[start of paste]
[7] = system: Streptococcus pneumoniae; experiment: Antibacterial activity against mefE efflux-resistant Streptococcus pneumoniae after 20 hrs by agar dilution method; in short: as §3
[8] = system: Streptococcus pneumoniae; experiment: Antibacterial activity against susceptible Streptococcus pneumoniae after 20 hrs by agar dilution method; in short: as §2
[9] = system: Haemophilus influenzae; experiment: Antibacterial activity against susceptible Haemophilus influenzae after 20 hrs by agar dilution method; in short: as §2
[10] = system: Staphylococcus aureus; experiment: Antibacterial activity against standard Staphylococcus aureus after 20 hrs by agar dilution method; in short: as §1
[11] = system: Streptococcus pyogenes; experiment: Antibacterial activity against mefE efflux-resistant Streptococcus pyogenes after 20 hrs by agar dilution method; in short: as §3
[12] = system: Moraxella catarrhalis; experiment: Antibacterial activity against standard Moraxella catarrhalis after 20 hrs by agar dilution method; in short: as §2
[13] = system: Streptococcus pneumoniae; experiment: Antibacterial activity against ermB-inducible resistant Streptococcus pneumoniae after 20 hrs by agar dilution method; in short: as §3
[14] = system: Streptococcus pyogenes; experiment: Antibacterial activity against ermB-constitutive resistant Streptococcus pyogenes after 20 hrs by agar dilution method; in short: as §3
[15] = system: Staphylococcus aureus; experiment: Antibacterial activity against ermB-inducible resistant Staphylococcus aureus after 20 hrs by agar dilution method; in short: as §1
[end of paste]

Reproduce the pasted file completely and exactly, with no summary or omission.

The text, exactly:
[7] = system: Streptococcus pneumoniae; experiment: Antibacterial activity against mefE efflux-resistant Streptococcus pneumoniae after 20 hrs by agar dilution method; in short: as §3
[8] = system: Streptococcus pneumoniae; experiment: Antibacterial activity against susceptible Streptococcus pneumoniae after 20 hrs by agar dilution method; in short: as §2
[9] = system: Haemophilus influenzae; experiment: Antibacterial activity against susceptible Haemophilus influenzae after 20 hrs by agar dilution method; in short: as §2
[10] = system: Staphylococcus aureus; experiment: Antibacterial activity against standard Staphylococcus aureus after 20 hrs by agar dilution method; in short: as §1
[11] = system: Streptococcus pyogenes; experiment: Antibacterial activity against mefE efflux-resistant Streptococcus pyogenes after 20 hrs by agar dilution method; in short: as §3
[12] = system: Moraxella catarrhalis; experiment: Antibacterial activity against standard Moraxella catarrhalis after 20 hrs by agar dilution method; in short: as §2
[13] = system: Streptococcus pneumoniae; experiment: Antibacterial activity against ermB-inducible resistant Streptococcus pneumoniae after 20 hrs by agar dilution method; in short: as §3
[14] = system: Streptococcus pyogenes; experiment: Antibacterial activity against ermB-constitutive resistant Streptococcus pyogenes after 20 hrs by agar dilution method; in short: as §3
[15] = system: Staphylococcus aureus; experiment: Antibacterial activity against ermB-inducible resistant Staphylococcus aureus after 20 hrs by agar dilution method; in short: as §1